In Steel Town, it's always dark. In Steel Town, it's always raining...
In Steel Town, the mills blaze all day and all night, making steel and even more steel to be shipped over the Magic Mountains, down the Pitch-Black River, and far, far away. The men who work in the mills work as hard as the machines that make the steel, never stopping. But when the men go home at night, a different side of Steel Town emerges -- one filled with music and neighbors, pierogies and spaghetti, churches and front porches. This gritty yet poetic world is brought to life through Jonah Winter's lyrical, rhythmic text and Terry Widener's luscious, nocturnal illustrations, whose massive figures glow with the few lights that shine through this darkness. This is a portrait of an imaginary town derived from the very real American steel towns of the 1930s, when the sky was often black as night all day and the cavernous mills belched out fire and smoke. Here is a journey to a town that time has not forgotten, just misplaced: Steel Town.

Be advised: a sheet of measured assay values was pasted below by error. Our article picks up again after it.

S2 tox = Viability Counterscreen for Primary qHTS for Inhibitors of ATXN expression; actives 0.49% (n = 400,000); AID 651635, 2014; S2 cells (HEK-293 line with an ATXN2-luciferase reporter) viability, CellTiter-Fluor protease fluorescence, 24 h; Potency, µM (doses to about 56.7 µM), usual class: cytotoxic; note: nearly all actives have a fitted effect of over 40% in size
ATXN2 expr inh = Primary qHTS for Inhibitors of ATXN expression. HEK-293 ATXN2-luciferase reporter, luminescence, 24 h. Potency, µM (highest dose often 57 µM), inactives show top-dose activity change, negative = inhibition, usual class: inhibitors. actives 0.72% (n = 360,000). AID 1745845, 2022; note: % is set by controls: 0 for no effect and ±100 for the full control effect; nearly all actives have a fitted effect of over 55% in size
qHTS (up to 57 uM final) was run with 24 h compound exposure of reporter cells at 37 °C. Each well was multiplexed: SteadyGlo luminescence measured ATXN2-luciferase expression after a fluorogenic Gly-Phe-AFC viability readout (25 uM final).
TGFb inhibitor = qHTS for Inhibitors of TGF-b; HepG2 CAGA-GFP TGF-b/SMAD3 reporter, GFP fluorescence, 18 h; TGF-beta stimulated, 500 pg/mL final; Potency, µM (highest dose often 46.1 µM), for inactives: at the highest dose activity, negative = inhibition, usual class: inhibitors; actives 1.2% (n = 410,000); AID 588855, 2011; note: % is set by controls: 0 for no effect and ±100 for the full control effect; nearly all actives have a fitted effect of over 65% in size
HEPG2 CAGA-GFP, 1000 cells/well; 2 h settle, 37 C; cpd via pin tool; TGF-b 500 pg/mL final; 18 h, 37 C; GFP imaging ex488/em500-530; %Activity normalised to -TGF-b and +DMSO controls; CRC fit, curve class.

Jonah Winter is the award-winning author of more than forty nonfiction picture books that promote environmental awareness and social and racial justice. Among them are Here Comes the Garbage Barge!; Ruth Bader Ginsburg: The Case of R.B.G. vs. Inequality; My Name is James Madison Hemings; Barack; The Founding Fathers!; and Lillian’s Right to Vote, a Jane Addams Children’s Book Award recipient and Kirkus Prize finalist.
Terry Widener is an award-winning illustrator whose picture books include Lou Gehrig: The Luckiest Man by David A. Adler, a Boston Globe–Horn Book Honor Book and an ALA Notable Book, and America's Champion Swimmer: Gertrude Ederle, also by David A. Adler, a Junior Library Guild Selection. He is also the illustrator of Peg and the Whale by Kenneth Oppel and If the Shoe Fit by Gary Soto. Mr. Widener lives with his wife and three children in McKinney, Texas.
Publisher: Atheneum Books for Young Readers (May 20, 2008)